15 Moranbah o Winton Clermont Mackay, Isacc Whitsunday Central West o Longreach Barcaldine Emerald Springsure o Rockhampton Blackwater Central Queensland o Banana o A Gladstone Monto o A Bundaberg Quilpie South West Cunnamulla Charleville Augathella Dirranbandi St George Injune o Roma Surat Darling Downs Wandoan Miles Dalby Moonie Goondiwindi Oakey Wide Bay Burnett o Wondai Toowoomba o SEQ Hervey Bay o Maroochydore o o Ipswich Stanthorpe o Brisbane o A Coolangatta o NEW SOUTH WALES Figure 6: Inter-regional linkages South East Queensland The Darling Downs region has a strong and well-established economic relationship with South East Queensland (SEQ). SEQ, which adjoins the Darling Downs to its east, includes Brisbane, and stretches from the Sunshine Coast to the Gold Coast and as far west as Toowoomba city. The SEQ region is the primary provider of specialist health services and tertiary education facilities for the Darling Downs region. SEQ is also home to the Australia TradeCoast, which provides sea and air port access to domestic and international markets. SEQ is the primary thoroughfare for the transport of goods and services, commuters and tourists between the Darling Downs region and the eastern coastline. The western corridor, located between Toowoomba and Brisbane, provides the major gateway for key agricultural and resource commodities to be transported to domestic and international markets, both via road (Warrego Highway) and rail (Western rail line). SEQ is a point of transformation for goods produced in the Darling Downs region, and is home to an international cluster of mining services companies doing business with resource projects in the region. 13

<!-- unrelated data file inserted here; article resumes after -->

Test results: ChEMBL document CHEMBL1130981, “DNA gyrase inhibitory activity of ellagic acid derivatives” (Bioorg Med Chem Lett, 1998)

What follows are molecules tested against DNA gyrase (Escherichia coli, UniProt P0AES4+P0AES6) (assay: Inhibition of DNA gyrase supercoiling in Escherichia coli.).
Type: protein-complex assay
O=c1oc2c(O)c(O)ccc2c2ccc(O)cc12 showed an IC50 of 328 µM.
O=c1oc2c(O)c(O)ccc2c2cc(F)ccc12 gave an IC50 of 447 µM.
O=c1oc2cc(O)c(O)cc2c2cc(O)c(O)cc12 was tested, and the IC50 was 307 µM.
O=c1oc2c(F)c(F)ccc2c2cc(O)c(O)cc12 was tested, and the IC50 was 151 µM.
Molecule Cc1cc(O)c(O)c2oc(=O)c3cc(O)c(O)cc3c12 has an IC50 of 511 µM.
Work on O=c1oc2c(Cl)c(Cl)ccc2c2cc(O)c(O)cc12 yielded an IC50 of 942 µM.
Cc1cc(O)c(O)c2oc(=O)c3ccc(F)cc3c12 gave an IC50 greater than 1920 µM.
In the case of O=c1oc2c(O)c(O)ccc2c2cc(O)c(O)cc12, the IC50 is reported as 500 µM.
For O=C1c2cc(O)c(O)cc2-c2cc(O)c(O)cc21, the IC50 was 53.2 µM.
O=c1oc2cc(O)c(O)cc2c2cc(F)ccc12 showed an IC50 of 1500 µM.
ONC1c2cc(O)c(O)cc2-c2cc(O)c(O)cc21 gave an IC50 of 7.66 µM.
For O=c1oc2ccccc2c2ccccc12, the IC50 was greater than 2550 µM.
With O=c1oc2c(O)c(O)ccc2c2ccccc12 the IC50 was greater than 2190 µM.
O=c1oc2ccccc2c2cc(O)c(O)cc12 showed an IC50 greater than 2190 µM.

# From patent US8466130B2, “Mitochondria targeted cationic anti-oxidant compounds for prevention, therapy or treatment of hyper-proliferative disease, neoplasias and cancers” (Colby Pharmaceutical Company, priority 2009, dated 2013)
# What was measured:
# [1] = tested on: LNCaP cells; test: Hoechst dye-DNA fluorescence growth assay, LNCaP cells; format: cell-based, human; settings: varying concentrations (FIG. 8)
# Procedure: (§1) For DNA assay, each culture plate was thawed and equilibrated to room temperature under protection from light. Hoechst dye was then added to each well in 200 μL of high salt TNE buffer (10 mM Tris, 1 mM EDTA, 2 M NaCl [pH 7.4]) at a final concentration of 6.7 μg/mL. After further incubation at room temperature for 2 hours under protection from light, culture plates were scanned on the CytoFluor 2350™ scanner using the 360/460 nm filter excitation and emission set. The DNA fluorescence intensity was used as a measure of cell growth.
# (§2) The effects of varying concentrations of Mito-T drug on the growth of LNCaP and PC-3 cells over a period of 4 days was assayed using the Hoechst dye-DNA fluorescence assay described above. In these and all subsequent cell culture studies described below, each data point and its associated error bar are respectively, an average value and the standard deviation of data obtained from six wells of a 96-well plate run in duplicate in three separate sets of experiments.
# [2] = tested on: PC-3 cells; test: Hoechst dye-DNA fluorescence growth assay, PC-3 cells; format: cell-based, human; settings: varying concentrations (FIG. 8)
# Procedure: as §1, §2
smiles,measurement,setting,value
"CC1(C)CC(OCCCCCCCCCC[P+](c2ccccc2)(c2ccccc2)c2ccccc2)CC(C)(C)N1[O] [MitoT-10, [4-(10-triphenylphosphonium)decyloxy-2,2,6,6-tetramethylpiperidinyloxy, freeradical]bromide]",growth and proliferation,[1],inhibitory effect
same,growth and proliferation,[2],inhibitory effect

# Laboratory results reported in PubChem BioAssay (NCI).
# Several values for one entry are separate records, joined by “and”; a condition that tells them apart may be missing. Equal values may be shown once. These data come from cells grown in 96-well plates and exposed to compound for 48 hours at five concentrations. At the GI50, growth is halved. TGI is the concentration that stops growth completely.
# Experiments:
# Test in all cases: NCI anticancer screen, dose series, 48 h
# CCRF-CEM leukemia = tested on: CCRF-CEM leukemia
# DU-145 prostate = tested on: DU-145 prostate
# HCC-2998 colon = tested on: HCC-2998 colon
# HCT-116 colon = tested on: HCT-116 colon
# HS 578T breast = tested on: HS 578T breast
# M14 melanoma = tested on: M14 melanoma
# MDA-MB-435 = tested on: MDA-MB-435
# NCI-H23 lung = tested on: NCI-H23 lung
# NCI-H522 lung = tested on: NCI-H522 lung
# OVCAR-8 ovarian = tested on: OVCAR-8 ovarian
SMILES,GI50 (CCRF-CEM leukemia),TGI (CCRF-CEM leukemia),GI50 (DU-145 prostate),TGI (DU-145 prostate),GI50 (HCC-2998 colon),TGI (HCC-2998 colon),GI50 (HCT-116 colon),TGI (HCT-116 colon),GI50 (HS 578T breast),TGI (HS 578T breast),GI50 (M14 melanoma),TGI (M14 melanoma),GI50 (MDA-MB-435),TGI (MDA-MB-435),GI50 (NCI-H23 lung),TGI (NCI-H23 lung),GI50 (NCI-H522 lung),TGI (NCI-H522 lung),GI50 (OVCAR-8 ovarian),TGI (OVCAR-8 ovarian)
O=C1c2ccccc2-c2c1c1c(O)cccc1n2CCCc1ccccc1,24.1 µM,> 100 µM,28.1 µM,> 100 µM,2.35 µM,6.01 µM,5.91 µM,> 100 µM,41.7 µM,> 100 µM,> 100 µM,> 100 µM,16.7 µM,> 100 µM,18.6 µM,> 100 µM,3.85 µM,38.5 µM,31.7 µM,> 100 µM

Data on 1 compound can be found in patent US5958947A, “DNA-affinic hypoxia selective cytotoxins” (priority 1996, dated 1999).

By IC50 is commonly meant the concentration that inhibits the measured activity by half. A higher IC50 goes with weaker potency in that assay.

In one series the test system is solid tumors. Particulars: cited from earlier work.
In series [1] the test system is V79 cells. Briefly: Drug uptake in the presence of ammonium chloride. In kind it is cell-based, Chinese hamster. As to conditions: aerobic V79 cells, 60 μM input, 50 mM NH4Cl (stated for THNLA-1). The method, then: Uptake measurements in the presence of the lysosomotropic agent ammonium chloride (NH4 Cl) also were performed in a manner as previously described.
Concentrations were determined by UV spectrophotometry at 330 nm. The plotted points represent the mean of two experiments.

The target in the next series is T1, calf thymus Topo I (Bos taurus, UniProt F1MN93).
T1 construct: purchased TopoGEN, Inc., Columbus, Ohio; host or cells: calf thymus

16 With an expanding resources and energy sector, the Darling Downs region is likely to take advantage of the population growth, higher education levels and training facilities on offer in SEQ, by employing a number of skilled workers from this area on a FIFO basis. This form of employment is supported by the Brisbane airport which provides regular flights to Roma. Continued growth in SEQ will provide further opportunities for new and expanded industries in the Darling Downs region. The region s businesses will take advantage of the larger markets in SEQ while some industries will look to the Darling Downs for development opportunities without the constraints of dense urban settlements. Communities in the Darling Downs region will continue to utilise the services available in Brisbane and greater SEQ, with further growth in traditional and emerging industries increasing the importance of this connection into the future. South West The South West region is located to the west of the Darling Downs region, bordering New South Wales and South Australia. This region s communities and economic development rely heavily on the Darling Downs region as a gateway to markets, retail, health and education services and service centres of the eastern coastline. As a significant and well-established agricultural and resource area, the South West depends predominantly on the infrastructure and transport networks of the Darling Downs region to facilitate the movement of commodities to domestic and international markets. The key strategic corridors servicing this area include the Western Rail line (stopping at Quilpie) and the Warrego and Mitchell highways. This area is also serviced by both gas and oil pipelines (e.g. the South West Queensland Pipeline) which pass through the Darling Downs region to the Port of Brisbane. Wide Bay Burnett The Wide Bay Burnett region adjoins the Darling Downs region to the north east. The Wide Bay Burnett region is likely to provide the Darling Downs region with a number of growth opportunities, particularly skilled labour due to higher unemployment rates in the region. Regional airports within Wide Bay Burnett have the potential to transport FIFO workers from the coastal bases of Bundaberg, Hervey Bay and Maryborough to the Surat Basin and greater Darling Downs region. To a lesser extent this region could also support a drive in/drive out (DIDO) workforce within its regional centres such as Kingaroy with a variety of transport networks, including the Bunya Highway, allowing the two regions to share employment and service delivery opportunities. 14